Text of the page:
How do you develop a team that is committed to high performance? From the live-laboratory of Wharton School of Business’ Executive Development Programme with executives from across the world, Moussa, Boyer and Newberry, a group of organisational specialists on group dynamics and authors of Committed Teams (2016) have proposed a 3 x 3 Framework for the development of high-performance teams (HPTs). The first 3 stands for the Three Foundations of HPTs: clear goals, roles and norms and the second 3 is a three-step process for resolving differences and deepening commitment with Commit, Check, and Close.
Teams underperform when there is a disconnect between psychological awareness and the reality of a group’s social environment. They call this the “illusion of insight – the insight into the motivations that produce our actions. What we think we know about others and ourselves is more often than not, surprisingly misguided. But we jump to conclusions anyway.”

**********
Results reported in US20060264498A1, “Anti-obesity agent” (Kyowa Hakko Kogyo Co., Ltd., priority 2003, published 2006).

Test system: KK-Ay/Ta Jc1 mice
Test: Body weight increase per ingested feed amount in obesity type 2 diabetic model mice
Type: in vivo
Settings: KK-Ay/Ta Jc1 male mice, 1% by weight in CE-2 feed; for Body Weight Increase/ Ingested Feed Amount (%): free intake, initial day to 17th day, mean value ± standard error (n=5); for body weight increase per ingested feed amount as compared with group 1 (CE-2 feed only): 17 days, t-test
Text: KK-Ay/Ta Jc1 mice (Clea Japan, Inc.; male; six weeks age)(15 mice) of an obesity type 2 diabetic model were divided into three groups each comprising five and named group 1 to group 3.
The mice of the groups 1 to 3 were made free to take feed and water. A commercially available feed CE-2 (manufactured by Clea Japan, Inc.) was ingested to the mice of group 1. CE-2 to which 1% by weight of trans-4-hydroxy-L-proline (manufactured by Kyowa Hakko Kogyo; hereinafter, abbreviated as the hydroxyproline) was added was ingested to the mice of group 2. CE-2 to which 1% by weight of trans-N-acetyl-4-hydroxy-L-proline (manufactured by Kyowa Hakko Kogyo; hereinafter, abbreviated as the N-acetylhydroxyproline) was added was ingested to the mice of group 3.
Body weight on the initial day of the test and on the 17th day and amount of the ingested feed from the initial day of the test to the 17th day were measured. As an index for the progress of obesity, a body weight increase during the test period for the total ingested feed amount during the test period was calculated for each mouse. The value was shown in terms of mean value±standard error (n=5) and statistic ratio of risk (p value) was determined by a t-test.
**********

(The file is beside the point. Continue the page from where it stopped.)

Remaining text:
According to Moussa et al.,, the bottom line is that “we often think we understand ourselves and our team even as we miscommunicate and misinterpret intentions, overestimate our ability to perform a task, and fail to recognise our own assumptions about the way work should be done.” Every team needs clear and explicit rules so that everyone understands what they are and remain committed to them. These team rules shape the culture of the group which is expressed through language, symbols and behaviours. The first step to creating an HPT therefore is to establish its culture or the way teams work together.
Culture however can cause problems as we often misinterpret the team’s rules for collaborating and are blind to ingrained behaviours that undermine performance. This is because a culture forms in ways that can be largely invisible to team members and sometimes individuals may act in ways that conflict with the team’s explicit rules in ways they are not aware of. Becoming aware of culture and managing it effectively is the key to team’s success as a HPT.